Something that strikes me when I spend a lot of time in a given biblical book is the contrast between what I’ve been taught about a book’s/passage’s meaning (from sermons, the classroom, etc.) and what the text actually says.
This contrast is illustrated perfectly in what I was taught in college by one of my favorite preachers at the time, Paul Washer. He was teaching on the Christ-Hymn in Philippians 2:1-11. Specifically, I’m referring to his teachings on the climax of that hymn, vs. 9-11:
Therefore God exalted him (Christ) to the highest place
And gave him the name that is above every name,
That at the name of Jesus every knee should bow,
In heaven and on earth and under the earth,
And every tongue confess that Jesus Christ is Lord,
To the glory of God the Father.
Mr. Washer essentially taught that (1) Though the Bible says, ”every knee shall bow and every tongue confess that Jesus is Lord,” (2) we know that not everyone will willingly bow to Jesus in this life (i.e. will not accept the gospel), so therefore, (3) those who do not believe will be forced to bow by God breaking their knees and forcing them into this submission.
So what’s the problem with Washer’s reading of this passage?
Only this: It doesn’t take what the passage says seriously enough. Here are two reasons why:
- The passage is a hymn. It is poetry. Poetry intentionally overstates its case, uses hyperbole, and exaggerates, etc. in order to universalize its message. By ignoring the genre of Philippians 2:5-11, Washer is forced to take the passage literally, and therefore say something which the passage never says: That God will break the knees of unbelievers and force them into submission. This is highly problematic on an exegetical level and is due to a simple refusal to acknowledge genre (I say “refusal” because I think Washer is too smart for me to say he is ignorant of the genre.)Genre is a literary contract between the writer and the reader. It provides the rules by which a passage is to be read. To ignore the contract, then, is to conform the passage to our pre-established agendas, instead of allowing it to speak on its own terms. This, I believe, is what Washer did with this passage.
- The second reason I don’t think Washer’s interpretation takes what the text says seriously is that the passage itself says nothing about those who do not willfully submit to God. In fact, instead of saying what the text says, Washer adds to the text.This passage is unconcerned with the fate of unbelievers. It is, rather, consumed (absolutely consumed!!) with the humility of God-in-the-flesh, God-on-the-cross. The hymn praises God the Father precisely because he worked to bring “every knee” under his dominion by virtue of a crucified Messiah, not through a conquering Messiah.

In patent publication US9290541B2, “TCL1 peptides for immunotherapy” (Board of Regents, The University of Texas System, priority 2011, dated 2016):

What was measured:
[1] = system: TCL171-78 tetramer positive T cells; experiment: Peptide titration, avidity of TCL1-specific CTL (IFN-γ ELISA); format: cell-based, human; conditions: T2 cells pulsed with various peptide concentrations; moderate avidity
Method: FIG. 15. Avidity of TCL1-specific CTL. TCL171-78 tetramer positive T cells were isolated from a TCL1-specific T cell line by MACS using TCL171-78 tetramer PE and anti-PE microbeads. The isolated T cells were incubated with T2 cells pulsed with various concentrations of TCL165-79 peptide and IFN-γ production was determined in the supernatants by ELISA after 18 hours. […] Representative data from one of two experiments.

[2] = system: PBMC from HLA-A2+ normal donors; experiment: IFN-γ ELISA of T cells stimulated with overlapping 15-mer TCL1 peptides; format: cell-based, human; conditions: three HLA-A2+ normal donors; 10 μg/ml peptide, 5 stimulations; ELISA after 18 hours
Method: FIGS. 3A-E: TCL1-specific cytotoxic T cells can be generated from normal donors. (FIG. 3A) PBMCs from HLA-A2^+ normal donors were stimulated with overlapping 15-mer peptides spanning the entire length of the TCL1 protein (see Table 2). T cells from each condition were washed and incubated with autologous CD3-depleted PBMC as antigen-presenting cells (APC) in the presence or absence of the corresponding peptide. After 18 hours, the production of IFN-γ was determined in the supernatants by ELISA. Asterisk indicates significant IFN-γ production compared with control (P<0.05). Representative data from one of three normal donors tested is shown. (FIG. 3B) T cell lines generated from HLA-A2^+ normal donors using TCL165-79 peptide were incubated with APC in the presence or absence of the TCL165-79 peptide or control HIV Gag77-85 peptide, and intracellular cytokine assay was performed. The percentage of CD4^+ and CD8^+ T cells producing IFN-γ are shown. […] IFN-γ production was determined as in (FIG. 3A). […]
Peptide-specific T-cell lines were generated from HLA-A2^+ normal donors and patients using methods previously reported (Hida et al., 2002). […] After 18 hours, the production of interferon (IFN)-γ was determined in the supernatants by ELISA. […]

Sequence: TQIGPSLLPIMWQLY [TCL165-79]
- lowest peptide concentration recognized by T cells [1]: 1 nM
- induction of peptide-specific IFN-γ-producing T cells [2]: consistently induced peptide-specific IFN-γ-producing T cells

- Finally, Washer’s argument goes against the whole movement of the hymn, which, as already has been noted, celebrates a crucified God who became a slave in order to save the world. The glory of Christ is in his cross, not in the mallets he beats people with. This is not to say the Bible doesn’t speak of justice. But, ‘cmon, this hymn does not address eternal damnation of justice; it shows the primary mechanism by which God will bring people to their knees – by laying aside all his claims to sovereignty and power and control, all his rightful claims to violence, in order to be wounded by those who sought their own glory and established it through dominance an violence. That’s what this hymn is about. And that image stands in sharp contrast to Mr. Washer’s comments.
- If you want to argue about what God will do to bring unbelievers into submission, then that’s your prerogative, but choose another passage to do it. This passage is not on the table as an option to discuss that subject. To force the passage to address a subject it does not intend to address is eisegesis driven by pre-established theological or homiletical agendas instead of driven by the author’s intention.
Most of my disagreements with Mr. Washer would simply be matters of interpretation (we disagree on what the text means), but in this case, I’m concerned that he does not take seriously what the text actually says and doesn’t say.
He, and anyone else, is welcome to disagree with me. Just, please, do not club my knees if I remain un-submissive to your interpretation. And whatever you do, don’t club yourself in the knees by appealing to something the passage doesn’t say or isn’t concerned with. This is not only dangerous to our theological conversations, but it’s dangerous to our spiritual growth. After all, the reason I remember this sermon of Paul Washer’s so vividly is because the negative affected it had on me for a long time. What we say about scripture impacts the lives of other people – especially those of us who preach, teach, and write about God.